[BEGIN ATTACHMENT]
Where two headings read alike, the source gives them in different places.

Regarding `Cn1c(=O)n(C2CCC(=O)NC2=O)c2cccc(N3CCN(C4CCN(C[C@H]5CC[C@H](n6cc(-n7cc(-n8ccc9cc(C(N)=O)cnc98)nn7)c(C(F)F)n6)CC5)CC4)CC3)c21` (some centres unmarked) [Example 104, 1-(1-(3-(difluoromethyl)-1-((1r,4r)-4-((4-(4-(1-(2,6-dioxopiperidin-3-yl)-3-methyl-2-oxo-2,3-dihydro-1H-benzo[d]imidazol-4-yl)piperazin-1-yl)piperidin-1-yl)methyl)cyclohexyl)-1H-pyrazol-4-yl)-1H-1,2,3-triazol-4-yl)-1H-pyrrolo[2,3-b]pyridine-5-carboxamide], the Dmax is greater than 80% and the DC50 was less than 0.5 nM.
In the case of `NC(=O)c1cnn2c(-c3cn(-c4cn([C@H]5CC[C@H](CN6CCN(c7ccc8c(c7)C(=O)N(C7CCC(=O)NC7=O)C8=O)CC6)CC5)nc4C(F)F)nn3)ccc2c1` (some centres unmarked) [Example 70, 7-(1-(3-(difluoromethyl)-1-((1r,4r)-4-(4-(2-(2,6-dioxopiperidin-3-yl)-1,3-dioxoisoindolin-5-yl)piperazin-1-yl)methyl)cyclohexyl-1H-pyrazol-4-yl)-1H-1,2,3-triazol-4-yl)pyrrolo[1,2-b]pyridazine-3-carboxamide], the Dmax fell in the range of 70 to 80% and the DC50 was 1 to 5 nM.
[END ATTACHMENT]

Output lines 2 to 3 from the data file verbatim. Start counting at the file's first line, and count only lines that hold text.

Regarding `Cn1c(=O)n(C2CCC(=O)NC2=O)c2cccc(N3CCN(C4CCN(C[C@H]5CC[C@H](n6cc(-n7cc(-n8ccc9cc(C(N)=O)cnc98)nn7)c(C(F)F)n6)CC5)CC4)CC3)c21` (some centres unmarked) [Example 104, 1-(1-(3-(difluoromethyl)-1-((1r,4r)-4-((4-(4-(1-(2,6-dioxopiperidin-3-yl)-3-methyl-2-oxo-2,3-dihydro-1H-benzo[d]imidazol-4-yl)piperazin-1-yl)piperidin-1-yl)methyl)cyclohexyl)-1H-pyrazol-4-yl)-1H-1,2,3-triazol-4-yl)-1H-pyrrolo[2,3-b]pyridine-5-carboxamide], the Dmax is greater than 80% and the DC50 was less than 0.5 nM.
In the case of `NC(=O)c1cnn2c(-c3cn(-c4cn([C@H]5CC[C@H](CN6CCN(c7ccc8c(c7)C(=O)N(C7CCC(=O)NC7=O)C8=O)CC6)CC5)nc4C(F)F)nn3)ccc2c1` (some centres unmarked) [Example 70, 7-(1-(3-(difluoromethyl)-1-((1r,4r)-4-(4-(2-(2,6-dioxopiperidin-3-yl)-1,3-dioxoisoindolin-5-yl)piperazin-1-yl)methyl)cyclohexyl-1H-pyrazol-4-yl)-1H-1,2,3-triazol-4-yl)pyrrolo[1,2-b]pyridazine-3-carboxamide], the Dmax fell in the range of 70 to 80% and the DC50 was 1 to 5 nM.